Saving the World the Brazilian Way - 28/06/2011
GIM International Interviews Gilberto Câmara
Deforestation in the Brazilian Amazon rainforest has been reduced from 27,000km2 in 2004 to 6,500 km2 in 2010, thanks to the earth observation technologies of that country’s National Institute for Space Research (INPE). And, as an emerging economy, Brazil should also contribute to the world’s environment, thinks INPE director Gilberto Câmara. He wants to export successful monitoring methods to other endangered regions, such as Africa and Asia. Câmara shared with GIM his sense of engagement and vision for the future.
What projects are you working at INPE at the moment?
Our team is working hard on a release of TerraLib 5.0, our open-source library for GIS classes and functions designed to support innovative GIS applications. There are many good open-source libraries that support the OGC standards. However, emerging geospatial applications need tools that go beyond current OGC requirements. At INPE we want to extract information from our remote-sensing image database, where we have data starting in the 1970s, to describe changes in land use. OGC does not as yet cover the needs of land change and dynamic modelling. Think of TerraLib 5.0 as openJUMP or gvSIG with added support for accessing data from different sources and for spatiotemporal data such as mobile sensors. A second project, closely related to Terralib, is TerraMe, open-source software for dynamical modelling. Think of TerraME as a kind of Repast or PCRASTER tightly coupled to a spatiotemporal database. The long-term goal of the TerraLib and TerraME projects is to support data-intensive GIS, a new way of processing geospatial data by moving the software to where the data is, rather than the other way around. We consider data-intensive GIS tools will make it easier to work with large amounts of images available from big repositories. In short, we are developing open-source GIS software that goes beyond OGC standards and is focused on representing and modelling change.
What is the biggest challenge for space institutes like INPE?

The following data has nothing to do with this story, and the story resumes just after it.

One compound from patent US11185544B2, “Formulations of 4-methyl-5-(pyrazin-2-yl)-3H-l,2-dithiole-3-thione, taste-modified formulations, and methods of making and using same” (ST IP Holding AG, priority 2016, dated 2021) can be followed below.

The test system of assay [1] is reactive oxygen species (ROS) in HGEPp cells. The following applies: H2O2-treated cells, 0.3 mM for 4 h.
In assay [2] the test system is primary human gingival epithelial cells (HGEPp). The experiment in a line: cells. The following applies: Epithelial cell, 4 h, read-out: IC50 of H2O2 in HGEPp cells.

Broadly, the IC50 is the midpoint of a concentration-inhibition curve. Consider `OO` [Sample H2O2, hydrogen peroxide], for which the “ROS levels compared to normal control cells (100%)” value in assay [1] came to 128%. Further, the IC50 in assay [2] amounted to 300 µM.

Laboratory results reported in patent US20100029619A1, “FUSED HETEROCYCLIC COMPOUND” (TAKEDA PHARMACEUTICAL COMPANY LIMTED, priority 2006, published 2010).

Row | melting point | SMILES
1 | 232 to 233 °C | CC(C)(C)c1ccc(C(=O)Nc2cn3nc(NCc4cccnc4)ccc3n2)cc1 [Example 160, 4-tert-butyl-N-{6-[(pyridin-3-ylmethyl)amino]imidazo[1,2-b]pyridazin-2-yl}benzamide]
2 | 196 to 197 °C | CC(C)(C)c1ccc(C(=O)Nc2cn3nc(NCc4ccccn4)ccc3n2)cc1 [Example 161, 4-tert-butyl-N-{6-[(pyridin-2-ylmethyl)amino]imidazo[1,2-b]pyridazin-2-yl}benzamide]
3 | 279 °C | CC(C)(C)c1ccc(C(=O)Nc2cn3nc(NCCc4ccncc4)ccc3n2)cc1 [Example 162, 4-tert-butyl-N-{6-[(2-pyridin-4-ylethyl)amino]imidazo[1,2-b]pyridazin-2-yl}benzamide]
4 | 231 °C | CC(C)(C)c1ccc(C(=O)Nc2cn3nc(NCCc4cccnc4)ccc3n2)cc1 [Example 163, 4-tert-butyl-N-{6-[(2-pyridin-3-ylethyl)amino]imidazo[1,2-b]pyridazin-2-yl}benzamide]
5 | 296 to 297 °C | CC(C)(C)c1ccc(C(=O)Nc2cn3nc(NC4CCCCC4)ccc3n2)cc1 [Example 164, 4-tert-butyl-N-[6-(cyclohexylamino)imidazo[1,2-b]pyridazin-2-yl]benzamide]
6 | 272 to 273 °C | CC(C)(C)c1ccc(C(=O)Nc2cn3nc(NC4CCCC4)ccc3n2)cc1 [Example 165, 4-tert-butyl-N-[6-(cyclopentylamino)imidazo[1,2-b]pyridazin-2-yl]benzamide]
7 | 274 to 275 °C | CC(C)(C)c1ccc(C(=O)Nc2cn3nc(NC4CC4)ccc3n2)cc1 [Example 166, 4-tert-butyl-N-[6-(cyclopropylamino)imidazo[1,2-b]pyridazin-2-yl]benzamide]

As a space institute, one of our main goals at INPE is to make good use of satellite data. Next year we will launch CBERS 3, the first of a new generation of remote-sensing satellites developed with China. These will have four instruments, ranging from a 5-metre camera with 60-kilometre swath to a 60-metre camera with a 700-km swath. CBERS 3, with the US LANDSAT-8, the European Sentinel-2 and 2A, and India's Resourcesat-2, will form part of a virtual constellation of land-imaging satellites. Combining them gives us midrange-resolution data with fast temporal cycles and global coverage: ideal for land management. The challenge is to integrate these data sources, allowing access to the archives and developing GIS tools that capture and describe change. If we succeed in combining data from different sources we will be able to understand how our planet is changing, and hopefully take the right action at all levels, from local to global.
INPE is monitoring deforestation in Amazonia using satellite imagery. How does this work?
In the last thirty years Brazil has cut down about 500,000km2 of rainforest, a huge amount and a significant contribution to global warming. Since 2005, Brazil has managed to significantly reduce the loss of rainforest by using high temporal remote-sensing data plus effective rule of law. INPE provides daily alerts on newly deforested areas and sends this data to our Environment Protection Agency and the Federal Police. The law agents go to the field, arrest illegal loggers and bring them to justice. This work has been very effective and has shown how to use remote sensing for operations. As a result, deforestation in Amazonia fell 400% between 2004 and 2010. We did this by connecting the satellite image to the law-enforcement agent in the field.
There's a new law going through parliament at the moment that grants permission for logging companies to fell trees. How do you view this?
I look at it in a positive way. Brazil has a Forest Code that dates from the 1960s which regulates the protection of natural resources. Before recent action by the federal government the Forest Code existed only on paper, since most illegal loggers were not punished. Promoting the rule of law in Amazonia has forced loggers to recognise the need to express their views openly and to propose changes in the Code to fit their interests. Since they are now facing sanctions, they want to change the law. This has led to intense public debate on the limits between forest protection and agricultural production: a necessary step in Brazil's route towards become a developed country. Brazilian scientists (I'm one of them) are now trying to convince our congressmen to update the Forest Code for the better and to avoid any setback in our environmental legislation.